What is kidney cancer?
Kidney cancer is a cancer that starts in the kidneys. Cancer starts when cells in the body begin to grow out of control. Cells in nearly any part of the body can become cancer and spread to other areas of the body.
What are the risk factors for kidney cancer?
Kidney cancer risk factors include:
- von Hippel-Lindau disease
- Hereditary papillary renal cell carcinoma
- Hereditary leiomyoma-renal cell carcinoma
- Birt-Hogg-Dube (BHD) syndrome
- Familial renal cancer
- Hereditary renal oncocytoma
- Family history of kidney cancer
- High blood pressure
- Advanced kidney disease
What are the symptoms of kidney cancer?
Early kidney cancers do not usually cause any signs or symptoms, but larger ones might. Some possible signs and symptoms of kidney cancer include:
- Blood in the urine (hematuria)
- Low back pain on one side (not caused by injury)
- A mass (lump) on the side or lower back
- Fatigue (tiredness)
- Loss of appetite
- Weight loss not caused by dieting
- Fever that is not caused by an infection and that doesn’t go away
- Anemia (low red blood cell counts)
These signs and symptoms can be caused by kidney cancer (or another type of cancer), but more often they are caused by other benign diseases. For example, blood in the urine is most often caused by a bladder or urinary tract infection or a kidney stone. Still, if you have any of these symptoms, see a doctor so that the cause can be found and treated, if needed.
How is kidney cancer diagnosed?
Kidney cancer might be found because of signs or symptoms a person is having, or it might be found through lab tests or imaging tests for another reason. If cancer is suspected, tests will be needed to confirm the diagnosis.
How is kidney cancer treated?
For the most part, surgical intervention is needed in order to cure patients of renal-cell carcinoma. However, an in-depth discussion with one’s doctor will establish whether a patient is a candidate for surgical intervention.
Options for surgery include ablative techniques, such as cryotherapy, laparoscopic techniques, which allow the surgeon to perform the surgery through small holes, as well as the traditional open technique. Again, this is based upon the patient’s medical history as well as the size and location of the tumor.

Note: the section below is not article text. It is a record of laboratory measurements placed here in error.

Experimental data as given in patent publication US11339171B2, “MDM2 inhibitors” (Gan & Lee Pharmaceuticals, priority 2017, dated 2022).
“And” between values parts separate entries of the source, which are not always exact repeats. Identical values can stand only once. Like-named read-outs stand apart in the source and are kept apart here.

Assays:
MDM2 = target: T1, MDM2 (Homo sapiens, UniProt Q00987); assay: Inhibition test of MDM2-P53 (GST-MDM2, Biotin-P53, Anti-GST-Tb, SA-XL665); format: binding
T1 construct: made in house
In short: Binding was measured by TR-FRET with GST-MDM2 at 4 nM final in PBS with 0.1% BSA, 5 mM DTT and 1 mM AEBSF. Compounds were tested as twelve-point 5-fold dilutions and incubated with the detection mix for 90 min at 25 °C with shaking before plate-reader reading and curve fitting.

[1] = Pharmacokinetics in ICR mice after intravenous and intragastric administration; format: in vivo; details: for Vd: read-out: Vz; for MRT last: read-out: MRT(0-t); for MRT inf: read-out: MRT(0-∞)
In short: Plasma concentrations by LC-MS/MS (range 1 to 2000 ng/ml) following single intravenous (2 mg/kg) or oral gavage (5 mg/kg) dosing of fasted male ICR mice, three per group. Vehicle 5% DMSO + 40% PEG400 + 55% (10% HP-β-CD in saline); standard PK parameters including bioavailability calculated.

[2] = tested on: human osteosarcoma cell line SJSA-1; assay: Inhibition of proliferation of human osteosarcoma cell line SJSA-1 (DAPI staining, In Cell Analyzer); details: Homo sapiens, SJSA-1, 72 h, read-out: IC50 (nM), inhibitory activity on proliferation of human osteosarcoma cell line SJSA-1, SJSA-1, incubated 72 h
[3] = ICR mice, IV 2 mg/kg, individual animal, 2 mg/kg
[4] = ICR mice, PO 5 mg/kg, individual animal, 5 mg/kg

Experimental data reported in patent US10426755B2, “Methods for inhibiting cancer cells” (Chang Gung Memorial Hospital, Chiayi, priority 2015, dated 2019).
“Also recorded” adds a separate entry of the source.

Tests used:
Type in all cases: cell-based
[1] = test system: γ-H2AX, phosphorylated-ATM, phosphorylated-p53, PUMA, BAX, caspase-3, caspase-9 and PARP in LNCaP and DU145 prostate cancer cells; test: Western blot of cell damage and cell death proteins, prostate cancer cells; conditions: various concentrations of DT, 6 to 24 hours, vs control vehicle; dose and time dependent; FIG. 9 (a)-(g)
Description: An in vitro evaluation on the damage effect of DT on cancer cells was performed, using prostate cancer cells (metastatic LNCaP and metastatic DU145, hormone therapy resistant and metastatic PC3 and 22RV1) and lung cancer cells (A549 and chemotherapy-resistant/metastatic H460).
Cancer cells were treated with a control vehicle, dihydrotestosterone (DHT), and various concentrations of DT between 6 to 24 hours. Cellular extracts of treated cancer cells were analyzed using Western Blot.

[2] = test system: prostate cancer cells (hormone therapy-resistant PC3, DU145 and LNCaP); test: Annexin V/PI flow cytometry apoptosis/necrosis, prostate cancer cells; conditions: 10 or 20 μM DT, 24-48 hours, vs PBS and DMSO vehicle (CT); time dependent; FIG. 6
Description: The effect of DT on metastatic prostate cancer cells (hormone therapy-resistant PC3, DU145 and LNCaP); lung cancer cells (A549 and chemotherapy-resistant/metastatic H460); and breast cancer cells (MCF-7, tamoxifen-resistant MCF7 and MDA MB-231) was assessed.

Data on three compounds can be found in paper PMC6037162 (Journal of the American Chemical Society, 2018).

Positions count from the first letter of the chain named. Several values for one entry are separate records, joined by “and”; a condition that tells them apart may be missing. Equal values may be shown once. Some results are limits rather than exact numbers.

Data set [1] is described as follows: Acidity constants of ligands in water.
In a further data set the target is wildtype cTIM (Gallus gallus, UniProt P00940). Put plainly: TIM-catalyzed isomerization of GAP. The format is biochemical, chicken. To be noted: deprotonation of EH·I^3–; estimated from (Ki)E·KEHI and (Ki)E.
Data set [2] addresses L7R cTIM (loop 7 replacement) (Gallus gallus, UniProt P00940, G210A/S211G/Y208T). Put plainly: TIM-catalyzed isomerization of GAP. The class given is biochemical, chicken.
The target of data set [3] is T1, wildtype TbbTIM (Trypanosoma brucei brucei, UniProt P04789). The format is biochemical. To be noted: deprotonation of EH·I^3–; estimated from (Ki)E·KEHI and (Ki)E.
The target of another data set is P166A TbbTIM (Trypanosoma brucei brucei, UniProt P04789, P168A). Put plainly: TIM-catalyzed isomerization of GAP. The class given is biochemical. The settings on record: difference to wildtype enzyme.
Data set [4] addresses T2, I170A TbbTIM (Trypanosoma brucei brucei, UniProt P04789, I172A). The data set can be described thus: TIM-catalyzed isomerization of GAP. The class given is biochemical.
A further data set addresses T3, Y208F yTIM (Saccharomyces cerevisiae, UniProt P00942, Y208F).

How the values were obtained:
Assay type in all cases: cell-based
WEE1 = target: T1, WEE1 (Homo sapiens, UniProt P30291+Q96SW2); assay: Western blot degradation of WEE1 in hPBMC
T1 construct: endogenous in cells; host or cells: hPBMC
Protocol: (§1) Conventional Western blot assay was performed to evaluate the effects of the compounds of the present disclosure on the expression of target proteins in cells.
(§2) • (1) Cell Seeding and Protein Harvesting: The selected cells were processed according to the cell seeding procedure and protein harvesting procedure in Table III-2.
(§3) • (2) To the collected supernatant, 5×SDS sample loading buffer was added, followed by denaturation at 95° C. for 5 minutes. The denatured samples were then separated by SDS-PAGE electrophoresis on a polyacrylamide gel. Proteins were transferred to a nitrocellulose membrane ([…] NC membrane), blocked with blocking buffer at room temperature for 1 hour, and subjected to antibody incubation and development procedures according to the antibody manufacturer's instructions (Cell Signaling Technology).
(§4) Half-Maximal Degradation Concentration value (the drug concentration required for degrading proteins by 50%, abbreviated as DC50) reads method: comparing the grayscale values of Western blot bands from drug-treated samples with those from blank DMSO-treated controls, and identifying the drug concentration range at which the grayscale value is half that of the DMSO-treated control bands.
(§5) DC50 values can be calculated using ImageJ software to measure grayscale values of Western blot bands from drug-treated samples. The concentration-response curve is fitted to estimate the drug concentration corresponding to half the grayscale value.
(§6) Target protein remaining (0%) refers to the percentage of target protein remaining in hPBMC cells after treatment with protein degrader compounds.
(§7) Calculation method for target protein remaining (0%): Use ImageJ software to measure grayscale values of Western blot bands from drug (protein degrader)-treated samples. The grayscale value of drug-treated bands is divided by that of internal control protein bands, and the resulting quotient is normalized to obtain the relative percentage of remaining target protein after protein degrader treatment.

Cryotherapy is the preferred modality for ablative therapy. This works by essentially causing “frostbite” in the tumor. Typically, the use of cryotherapy is limited to tumors less than 4 cm in size. Additionally, we also use percutaneous cryotherapy where no incision is made, but a needle is placed through one’s back while under anesthesia where the tumor is frozen.
Robotic/laparoscopic partial nephrectomy
Emerging data indicates the more kidney tissue one has, the better the long-term outcomes. That is, the ability to cut out the tumors from a kidney cancer is shown to prolong a patient’s life in comparison with those who have the entire kidney removed. It is because of this that we perform laparoscopic and robotic partial nephrectomies. This procedure is performed through small keyhole-sized incisions where the tumor is accurately removed from the normal surrounding kidney tissue. Fortunately, hospitalization is dramatically decreased, and patient’s pain levels are also dramatically decreased with this mode of therapy.
Despite the fact that we have seen smaller and smaller tumors with the increased use of imaging, the tumors may be too large to be taken through the keyhole-sized incisions of laparoscopic or robotic surgery and may need open surgery to remove them. Additionally, circumstances may be that the patient has other medical problems, or the location of the tumor necessitates an open approach. Fortunately, research continues to provide newer and newer drugs to target and destroy these cancers.